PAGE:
By measuring what is important, and by celebrating promotions and achievements, we create and maintain an ongoing learning culture. This is reinforced with our employees every time we do performance reviews.
2. Create a Sense of Ownership
Each employee should own their personal growth in knowledge, skills, and experience across the company. We have formalized that into a mentorship program which every employee participates in. Every employee has a mentor who is accountable for their success – in addition to their manager. Every employee who is above the apprentice level (and a handful of apprentices who have advanced knowledge and maturity) participate as a mentor to someone in the organization.
The mentoring program is process-driven and is measured. The number of meetings, the results of those meetings, and progress against goals are updates via the IDP process, and tracked by HR. The types of things that mentors and mentees work on together are hard skills – technical skills that need to be developed; knowledge; experience (we have lab environments that our employees can utilize to gain experience); and soft skills – presentation skills, business acumen, how to manage an unhappy client. The scope of the mentoring relationship is unique to each mentor/mentee but follows a proven process. Again, we measure progress in the mentor program.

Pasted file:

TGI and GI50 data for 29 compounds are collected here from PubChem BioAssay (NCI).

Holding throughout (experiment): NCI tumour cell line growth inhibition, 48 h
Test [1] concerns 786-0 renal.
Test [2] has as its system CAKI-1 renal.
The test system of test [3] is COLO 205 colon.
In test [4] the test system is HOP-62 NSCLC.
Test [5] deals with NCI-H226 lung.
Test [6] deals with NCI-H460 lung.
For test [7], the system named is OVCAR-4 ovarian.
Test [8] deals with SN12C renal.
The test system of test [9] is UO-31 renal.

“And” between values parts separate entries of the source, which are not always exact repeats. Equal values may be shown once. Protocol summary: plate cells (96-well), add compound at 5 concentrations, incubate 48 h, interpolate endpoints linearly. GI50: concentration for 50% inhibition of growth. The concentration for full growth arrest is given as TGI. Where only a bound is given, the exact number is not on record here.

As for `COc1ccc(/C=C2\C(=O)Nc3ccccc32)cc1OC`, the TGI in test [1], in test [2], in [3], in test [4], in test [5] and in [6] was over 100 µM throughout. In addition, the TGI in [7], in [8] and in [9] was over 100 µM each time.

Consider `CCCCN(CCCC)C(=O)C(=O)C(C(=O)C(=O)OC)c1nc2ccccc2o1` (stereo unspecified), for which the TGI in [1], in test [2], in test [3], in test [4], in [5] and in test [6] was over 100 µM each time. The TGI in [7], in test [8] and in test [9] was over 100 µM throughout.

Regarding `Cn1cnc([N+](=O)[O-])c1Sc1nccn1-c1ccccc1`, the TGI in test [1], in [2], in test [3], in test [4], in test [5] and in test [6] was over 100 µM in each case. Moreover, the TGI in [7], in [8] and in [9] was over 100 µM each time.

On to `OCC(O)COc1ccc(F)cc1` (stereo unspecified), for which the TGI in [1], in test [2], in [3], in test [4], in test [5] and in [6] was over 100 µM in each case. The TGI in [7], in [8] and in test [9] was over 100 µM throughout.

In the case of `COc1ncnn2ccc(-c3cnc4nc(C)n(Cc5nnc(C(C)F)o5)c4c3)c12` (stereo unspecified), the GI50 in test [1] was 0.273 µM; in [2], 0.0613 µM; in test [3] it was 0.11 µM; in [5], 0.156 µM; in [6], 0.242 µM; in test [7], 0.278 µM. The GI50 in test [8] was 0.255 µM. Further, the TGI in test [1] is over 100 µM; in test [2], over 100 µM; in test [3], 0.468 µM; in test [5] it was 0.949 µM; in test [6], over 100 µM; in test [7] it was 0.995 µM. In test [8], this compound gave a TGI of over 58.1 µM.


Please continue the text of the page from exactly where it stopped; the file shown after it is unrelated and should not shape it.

3. Recognize the Value of “New Blood”
This is true at every level, but with our approach to developing our employees into more senior resources, injecting new perspectives on a regular basis is critical. Diversity of background, thought, and approach is valued at every level, and we work hard to have an inclusive environment where learning is not only encouraged, but also celebrated.
New blood gives us new perspectives and ensures that we don’t teach every new employee the same old ways of doing things. It also helps inject a new perspective into the way we “have always done things”, so that we don’t get stale. New blood is one way we can measure ourselves against the outside world and ensures that we continue to deliver at the Master Craftsmen level to our clients.
While hiring external experts undoubtedly brings value, the benefits of developing experts internally should not be overlooked. By investing in the growth and development of employees, organizations can cultivate a workforce that possesses specialized knowledge, aligns with the company’s culture, and embraces its long-term vision. Creating a learning culture, fostering a sense of ownership, and injecting new blood are all compelling reasons to prioritize internal development. By adopting this approach, companies can achieve sustainable success and ensure a bright future for both their employees and the organization.
Meet some of our Master Craftsmen! Contact us to see how our experts can help with your complex challenges.